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Catastrophe which befell the Jewish people  
 
 
Court report of testimony by Dr. Rudolph (Rezso) Kasztner: Nationwide controversy ensued when the former Hungarian Zionist was accused of collaborating with Nazis during World War II
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February 18 1954
Protocols of the Kazstner Trial, hand-written by the judge on scrap paper, found in the judge's chambers In September 1952, Malchiel Gruenwald published harsh accusations against the spokesman for the Israel Ministry of Industry and Trade, Dr. Israel (Rudolf) Kazstner. According to Gruenwald, Kastner collaborated with the Nazis in Hungary during the Second World War. These accusations prompted the Attorney General at the time, Haim H. Cohen, to file a lawsuit against Gruenwald for slandering a public official. The statement of claim was issued in May 1953, and the actual trial opened on January 1, 1954 at the Jerusalem District Court. Justice Binyamin Halevi, who presided over the case, was initially convinced that the trial would not take long, so he conducted the trial without the assistance of a court clerk or stenographer, and jotted down the proceedings himself. Because paper was being rationed at the time, he made use of whatever scrap paper he could find in the courtroom. The old sheets he used were left over from the time of the British Mandate. The trial did not develop as expected. Gruenwald's lawyer, Shmuel Tamir (who later became Justice Minister), managed to turn the tables and put Kazstner into the role of the defendant, while getting the public deeply involved in the trial. For the first time, the issue of the attitude of Jews in Israel to the Holocaust in Europe was publicly raised. A verdict was handed down on June 22, 1954: Gruenwald was vindicated on the grounds that there was substance to at least some of the serious accusations he had leveled against Kazstner. The Attorney General appealed the verdict, and in January 1957, the appeal was brought to the Supreme Court before a panel of three judges. While the Supreme Court deliberations were still in progress, in March 1957, Kazstner was gunned down by three young men. He died of his wounds nine days later. Ten months after that, the Supreme Court decided to overturn the judgment of the District Court, and cleared Kazstner of most of the charges laid against him.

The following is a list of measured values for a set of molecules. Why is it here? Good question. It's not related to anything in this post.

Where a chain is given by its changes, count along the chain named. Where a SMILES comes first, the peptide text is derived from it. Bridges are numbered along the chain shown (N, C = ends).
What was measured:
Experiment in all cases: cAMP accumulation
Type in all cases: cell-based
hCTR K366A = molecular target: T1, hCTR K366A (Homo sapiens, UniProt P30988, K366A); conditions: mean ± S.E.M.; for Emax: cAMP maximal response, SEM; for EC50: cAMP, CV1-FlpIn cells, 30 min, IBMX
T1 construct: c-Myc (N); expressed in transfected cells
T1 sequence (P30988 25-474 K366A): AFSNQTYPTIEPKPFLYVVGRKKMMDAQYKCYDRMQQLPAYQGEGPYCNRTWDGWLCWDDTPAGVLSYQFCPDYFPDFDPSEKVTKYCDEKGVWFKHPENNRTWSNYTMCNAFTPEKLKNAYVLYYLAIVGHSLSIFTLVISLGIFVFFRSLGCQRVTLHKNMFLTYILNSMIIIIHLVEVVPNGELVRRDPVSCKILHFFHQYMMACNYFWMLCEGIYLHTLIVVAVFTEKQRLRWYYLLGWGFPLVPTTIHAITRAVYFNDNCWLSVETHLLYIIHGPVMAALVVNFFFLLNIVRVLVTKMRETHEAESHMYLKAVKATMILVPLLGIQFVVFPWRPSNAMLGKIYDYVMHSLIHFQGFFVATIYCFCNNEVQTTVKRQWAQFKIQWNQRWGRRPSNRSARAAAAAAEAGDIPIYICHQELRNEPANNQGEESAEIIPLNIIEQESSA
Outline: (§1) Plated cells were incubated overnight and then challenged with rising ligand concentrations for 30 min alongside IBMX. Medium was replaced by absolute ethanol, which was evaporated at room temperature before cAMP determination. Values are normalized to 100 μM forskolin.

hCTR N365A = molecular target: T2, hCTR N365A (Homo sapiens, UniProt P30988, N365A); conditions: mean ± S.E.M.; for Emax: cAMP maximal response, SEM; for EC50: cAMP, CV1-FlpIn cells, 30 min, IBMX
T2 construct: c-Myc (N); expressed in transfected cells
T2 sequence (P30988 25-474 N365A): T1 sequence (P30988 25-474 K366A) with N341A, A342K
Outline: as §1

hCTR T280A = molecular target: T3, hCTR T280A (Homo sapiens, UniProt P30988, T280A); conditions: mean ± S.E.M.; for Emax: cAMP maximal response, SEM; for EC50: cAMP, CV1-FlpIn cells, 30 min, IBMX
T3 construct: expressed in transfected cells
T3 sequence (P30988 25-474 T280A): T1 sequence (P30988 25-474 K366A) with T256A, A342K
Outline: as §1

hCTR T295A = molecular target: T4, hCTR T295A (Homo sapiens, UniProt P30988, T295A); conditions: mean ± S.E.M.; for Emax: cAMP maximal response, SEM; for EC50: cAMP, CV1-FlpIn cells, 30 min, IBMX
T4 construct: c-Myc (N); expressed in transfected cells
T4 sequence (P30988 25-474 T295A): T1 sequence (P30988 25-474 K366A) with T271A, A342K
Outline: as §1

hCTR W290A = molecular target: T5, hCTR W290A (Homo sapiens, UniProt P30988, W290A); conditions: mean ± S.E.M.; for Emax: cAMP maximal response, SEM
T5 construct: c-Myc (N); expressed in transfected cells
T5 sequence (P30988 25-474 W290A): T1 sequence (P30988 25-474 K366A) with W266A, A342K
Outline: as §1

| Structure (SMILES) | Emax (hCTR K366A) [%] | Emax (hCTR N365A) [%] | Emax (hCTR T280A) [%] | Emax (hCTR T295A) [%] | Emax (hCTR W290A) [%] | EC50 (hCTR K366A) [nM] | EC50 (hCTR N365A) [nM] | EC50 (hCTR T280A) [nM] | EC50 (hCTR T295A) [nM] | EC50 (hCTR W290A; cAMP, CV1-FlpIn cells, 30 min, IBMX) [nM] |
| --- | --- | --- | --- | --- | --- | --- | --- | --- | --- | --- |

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National State Archives, ב-27433/7
 
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